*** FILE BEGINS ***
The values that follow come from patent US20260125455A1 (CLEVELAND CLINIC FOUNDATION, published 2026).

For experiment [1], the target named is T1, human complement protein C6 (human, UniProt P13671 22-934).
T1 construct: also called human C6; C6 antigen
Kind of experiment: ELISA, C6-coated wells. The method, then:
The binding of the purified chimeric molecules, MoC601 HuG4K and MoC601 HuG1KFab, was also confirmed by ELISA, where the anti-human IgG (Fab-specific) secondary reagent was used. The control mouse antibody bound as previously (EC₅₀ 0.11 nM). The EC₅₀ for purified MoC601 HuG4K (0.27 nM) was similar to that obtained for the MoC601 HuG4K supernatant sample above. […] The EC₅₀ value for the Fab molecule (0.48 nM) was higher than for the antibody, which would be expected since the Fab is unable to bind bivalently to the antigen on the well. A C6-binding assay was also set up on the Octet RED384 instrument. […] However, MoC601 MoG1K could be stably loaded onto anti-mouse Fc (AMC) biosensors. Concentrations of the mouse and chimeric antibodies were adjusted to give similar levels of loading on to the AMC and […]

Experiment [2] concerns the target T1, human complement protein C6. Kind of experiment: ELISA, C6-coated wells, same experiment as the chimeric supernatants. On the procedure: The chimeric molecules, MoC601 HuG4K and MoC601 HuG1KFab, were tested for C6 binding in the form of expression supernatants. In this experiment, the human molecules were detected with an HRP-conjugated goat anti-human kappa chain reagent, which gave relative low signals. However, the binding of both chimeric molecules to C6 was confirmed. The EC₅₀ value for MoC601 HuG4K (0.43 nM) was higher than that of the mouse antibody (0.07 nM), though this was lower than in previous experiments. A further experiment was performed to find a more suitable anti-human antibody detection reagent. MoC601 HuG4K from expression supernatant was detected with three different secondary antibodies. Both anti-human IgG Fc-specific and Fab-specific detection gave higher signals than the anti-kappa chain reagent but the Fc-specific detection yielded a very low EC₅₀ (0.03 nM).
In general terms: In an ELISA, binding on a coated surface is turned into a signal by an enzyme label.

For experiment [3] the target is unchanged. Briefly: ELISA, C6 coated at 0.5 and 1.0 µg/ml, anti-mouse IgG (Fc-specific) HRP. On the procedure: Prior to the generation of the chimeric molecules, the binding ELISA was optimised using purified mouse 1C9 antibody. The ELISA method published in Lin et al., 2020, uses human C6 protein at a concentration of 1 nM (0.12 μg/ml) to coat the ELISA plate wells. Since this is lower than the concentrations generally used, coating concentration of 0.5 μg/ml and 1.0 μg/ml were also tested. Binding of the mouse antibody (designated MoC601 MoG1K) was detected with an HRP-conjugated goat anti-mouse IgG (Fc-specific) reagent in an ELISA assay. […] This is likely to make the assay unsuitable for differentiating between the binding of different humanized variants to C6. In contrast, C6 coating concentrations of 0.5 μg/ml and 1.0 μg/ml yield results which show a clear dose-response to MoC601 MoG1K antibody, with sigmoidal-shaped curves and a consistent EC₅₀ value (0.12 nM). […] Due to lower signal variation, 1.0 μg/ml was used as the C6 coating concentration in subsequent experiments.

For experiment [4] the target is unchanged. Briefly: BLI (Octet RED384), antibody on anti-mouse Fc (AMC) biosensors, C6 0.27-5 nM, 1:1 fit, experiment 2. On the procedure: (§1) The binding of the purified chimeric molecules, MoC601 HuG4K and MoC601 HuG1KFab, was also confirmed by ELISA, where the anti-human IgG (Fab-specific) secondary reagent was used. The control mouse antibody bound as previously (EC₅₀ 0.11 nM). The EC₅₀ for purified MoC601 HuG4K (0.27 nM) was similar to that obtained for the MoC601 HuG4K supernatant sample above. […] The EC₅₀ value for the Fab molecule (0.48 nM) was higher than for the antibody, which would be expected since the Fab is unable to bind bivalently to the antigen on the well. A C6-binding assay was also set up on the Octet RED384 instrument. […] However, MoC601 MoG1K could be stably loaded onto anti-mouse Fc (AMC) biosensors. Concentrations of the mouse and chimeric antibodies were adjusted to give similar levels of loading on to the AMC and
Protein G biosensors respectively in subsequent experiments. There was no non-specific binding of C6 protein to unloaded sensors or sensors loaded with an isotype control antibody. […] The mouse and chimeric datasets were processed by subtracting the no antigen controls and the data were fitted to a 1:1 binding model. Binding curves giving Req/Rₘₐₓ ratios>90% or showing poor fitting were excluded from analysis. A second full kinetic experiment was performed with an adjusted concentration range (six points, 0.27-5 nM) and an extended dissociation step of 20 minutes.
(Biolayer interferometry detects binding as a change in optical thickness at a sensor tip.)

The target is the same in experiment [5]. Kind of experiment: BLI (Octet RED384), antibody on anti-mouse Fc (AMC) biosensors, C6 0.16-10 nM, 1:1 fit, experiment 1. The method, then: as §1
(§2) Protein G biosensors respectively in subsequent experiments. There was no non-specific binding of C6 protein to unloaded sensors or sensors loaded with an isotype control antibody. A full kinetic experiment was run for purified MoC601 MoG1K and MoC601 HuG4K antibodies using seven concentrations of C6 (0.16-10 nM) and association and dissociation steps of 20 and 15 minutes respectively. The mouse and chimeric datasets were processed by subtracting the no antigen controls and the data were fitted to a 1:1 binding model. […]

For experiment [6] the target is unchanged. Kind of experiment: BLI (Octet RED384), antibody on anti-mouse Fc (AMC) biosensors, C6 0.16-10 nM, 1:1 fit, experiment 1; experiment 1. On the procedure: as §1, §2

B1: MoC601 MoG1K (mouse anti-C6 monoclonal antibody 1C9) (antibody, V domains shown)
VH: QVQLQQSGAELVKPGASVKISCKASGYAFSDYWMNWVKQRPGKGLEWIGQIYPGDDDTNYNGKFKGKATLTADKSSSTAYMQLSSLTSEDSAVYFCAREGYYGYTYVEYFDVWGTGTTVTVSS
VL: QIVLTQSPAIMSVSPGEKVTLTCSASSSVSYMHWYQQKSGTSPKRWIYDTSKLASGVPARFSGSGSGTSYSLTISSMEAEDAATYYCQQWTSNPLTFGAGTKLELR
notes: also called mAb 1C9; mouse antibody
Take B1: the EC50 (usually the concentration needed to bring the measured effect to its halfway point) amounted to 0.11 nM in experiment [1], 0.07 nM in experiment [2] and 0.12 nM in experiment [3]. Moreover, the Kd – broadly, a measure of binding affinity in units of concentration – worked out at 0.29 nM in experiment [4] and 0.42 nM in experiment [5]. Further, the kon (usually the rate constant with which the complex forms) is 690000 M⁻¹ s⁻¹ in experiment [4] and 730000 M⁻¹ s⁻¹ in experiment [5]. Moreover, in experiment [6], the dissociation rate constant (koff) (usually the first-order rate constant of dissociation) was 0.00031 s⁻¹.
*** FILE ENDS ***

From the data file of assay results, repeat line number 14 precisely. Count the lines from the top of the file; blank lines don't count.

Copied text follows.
For experiment [6] the target is unchanged. Kind of experiment: BLI (Octet RED384), antibody on anti-mouse Fc (AMC) biosensors, C6 0.16-10 nM, 1:1 fit, experiment 1; experiment 1. On the procedure: as §1, §2